For many locals and tourists who visit Eilat every year, the country’s southernmost city is nothing more than fancy hotels, beautiful beaches and vibrant nightlife.
It has become common to view Eilat as a tourism city that functions on its own, as visitors rarely exit the tourism zone off the coast into the city’s homely residential neighborhoods.
This winter, through the 101 Experiences program, the Eilat Tourism Corporation is offering tourists a glimpse into the other side of Eilat, a side that is rarely seen, completely free of charge.
The program offers authentic experiences, true to the nature of the city and its residents, in order to break its stigma as a superficial tourist destination.
The program offers everything from beautiful landscapes, sporting activities, creative exercises and exciting cultural projects that are first-of-their-kind in the southern city.
In Eilat, I was lucky enough to experience an Elad Theater production, the only theater there actively writing new plays.
Its production of The Old Man and the Sea is especially unique, as you experience the entire play while wearing a blindfold.
The immersive play allows you to enter Hemingway’s world through the blindfolds, following the actors’ and actresses’ voices, as well as background sounds, live music and the beautiful setting of Eilat’s Coral World Underwater Observatory.
During my stay in Eilat, I also visited Benny’s Farm, located just outside the roaring tourist center.
The farm is a peaceful, remote place that attempts to forge a connection between Israelis and the Arab world surrounding the Jewish state, through authentic belly dance lessons, dinners using ingredients that can only be found in the southern Negev and a guided observation of the night sky and all its stars, which are visible away from the bright lights of the city center.
You can view Eilat’s true beauty, not only as a city, but also as a hot spot of gorgeous desert scenery by taking a guided tour of the Amram Columns.
The tour guide, 72-year-old Benny Gamlieli, has been in Eilat for more than 50 years since leaving his birthplace, Jaffa. “There are two types of people – those who visit Eilat and never come back, and those who catch the ‘Eilat virus’ and stay forever,” he jokes.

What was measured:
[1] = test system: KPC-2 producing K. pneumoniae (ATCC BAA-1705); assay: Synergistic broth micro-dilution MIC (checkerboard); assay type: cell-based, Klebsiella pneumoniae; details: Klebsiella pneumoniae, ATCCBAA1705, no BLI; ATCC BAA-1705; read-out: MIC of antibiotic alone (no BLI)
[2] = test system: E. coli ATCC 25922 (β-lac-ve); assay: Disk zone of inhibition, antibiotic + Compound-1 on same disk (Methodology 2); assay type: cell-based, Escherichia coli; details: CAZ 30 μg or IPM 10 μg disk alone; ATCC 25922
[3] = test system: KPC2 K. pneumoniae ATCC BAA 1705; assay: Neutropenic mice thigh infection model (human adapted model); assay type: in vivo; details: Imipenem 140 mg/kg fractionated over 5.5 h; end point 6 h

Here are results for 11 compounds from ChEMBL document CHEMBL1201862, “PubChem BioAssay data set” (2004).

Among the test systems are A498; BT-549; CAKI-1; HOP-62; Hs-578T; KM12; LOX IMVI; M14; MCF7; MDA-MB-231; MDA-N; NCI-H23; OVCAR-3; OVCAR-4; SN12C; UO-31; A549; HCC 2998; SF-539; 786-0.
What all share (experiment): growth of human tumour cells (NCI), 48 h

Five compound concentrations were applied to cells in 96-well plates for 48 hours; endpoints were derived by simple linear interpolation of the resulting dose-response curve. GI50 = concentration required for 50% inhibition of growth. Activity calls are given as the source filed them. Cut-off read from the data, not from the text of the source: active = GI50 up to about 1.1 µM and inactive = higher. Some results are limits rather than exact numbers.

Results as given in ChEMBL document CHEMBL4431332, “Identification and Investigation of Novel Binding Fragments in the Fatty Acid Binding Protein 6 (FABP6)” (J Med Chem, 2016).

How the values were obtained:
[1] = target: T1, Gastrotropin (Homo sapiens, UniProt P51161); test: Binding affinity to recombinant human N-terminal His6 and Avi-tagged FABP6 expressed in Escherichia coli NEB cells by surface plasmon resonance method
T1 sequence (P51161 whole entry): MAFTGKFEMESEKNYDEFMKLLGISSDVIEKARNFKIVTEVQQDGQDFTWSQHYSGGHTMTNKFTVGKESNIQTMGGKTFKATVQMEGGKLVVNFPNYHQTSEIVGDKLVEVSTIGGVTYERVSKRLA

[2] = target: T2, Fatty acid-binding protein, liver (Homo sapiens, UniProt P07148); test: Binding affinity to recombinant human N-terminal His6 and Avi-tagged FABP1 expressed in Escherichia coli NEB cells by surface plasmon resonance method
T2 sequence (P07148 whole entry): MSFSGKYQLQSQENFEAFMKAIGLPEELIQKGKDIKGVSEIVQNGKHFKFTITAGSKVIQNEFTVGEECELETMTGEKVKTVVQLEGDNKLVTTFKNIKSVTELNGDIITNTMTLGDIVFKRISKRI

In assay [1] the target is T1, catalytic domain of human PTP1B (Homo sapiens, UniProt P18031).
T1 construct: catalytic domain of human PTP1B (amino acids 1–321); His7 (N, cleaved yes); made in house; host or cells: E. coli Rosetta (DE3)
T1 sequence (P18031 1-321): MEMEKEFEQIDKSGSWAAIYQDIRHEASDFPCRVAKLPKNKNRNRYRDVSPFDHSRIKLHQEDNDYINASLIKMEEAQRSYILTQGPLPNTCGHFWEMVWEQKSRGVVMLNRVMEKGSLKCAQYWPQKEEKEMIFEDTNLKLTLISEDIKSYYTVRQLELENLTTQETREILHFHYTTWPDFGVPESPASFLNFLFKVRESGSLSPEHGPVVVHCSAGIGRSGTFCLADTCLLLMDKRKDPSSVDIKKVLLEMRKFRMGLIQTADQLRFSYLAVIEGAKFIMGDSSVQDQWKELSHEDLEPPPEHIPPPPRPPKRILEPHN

During the trip, I also visited significant cultural attractions, such as the Eilat City Museum, opened 20 years ago by residents looking to put another side of their metropolis on display.
The museum showcases Eilat’s unbelievable developments over the last number of decades, from a desolate, distant settlement to what is today an energetic, colorful city.
The museum hosts replicas of significant historical artifacts, such as a reconstructed 1940s bus, used by Israelis 70 years ago to make the long drive down to the Red Sea.
Eilat is also home to major international events. Last week, the International Esports Federation World Championships took place in Eilat, marking the first time such an event was hosted in Israel. In addition, the 2021 Miss Universe pageant is set to take place in December at the Port of Eilat, which will make it the first Israeli city to host the event.
You can take part in all of these authentic experiences and much, much more by signing up to Eilat Tourism Corporation’s 101 Experiences, which is free until March.
For more information on the 101 Experiences program, visit https://eilat.city/public-activities
The writer was a guest of the Eilat Tourism Corporation, Elad Theater, Coral World Underwater Observatory, Eilat City Museum and Benny’s Farm.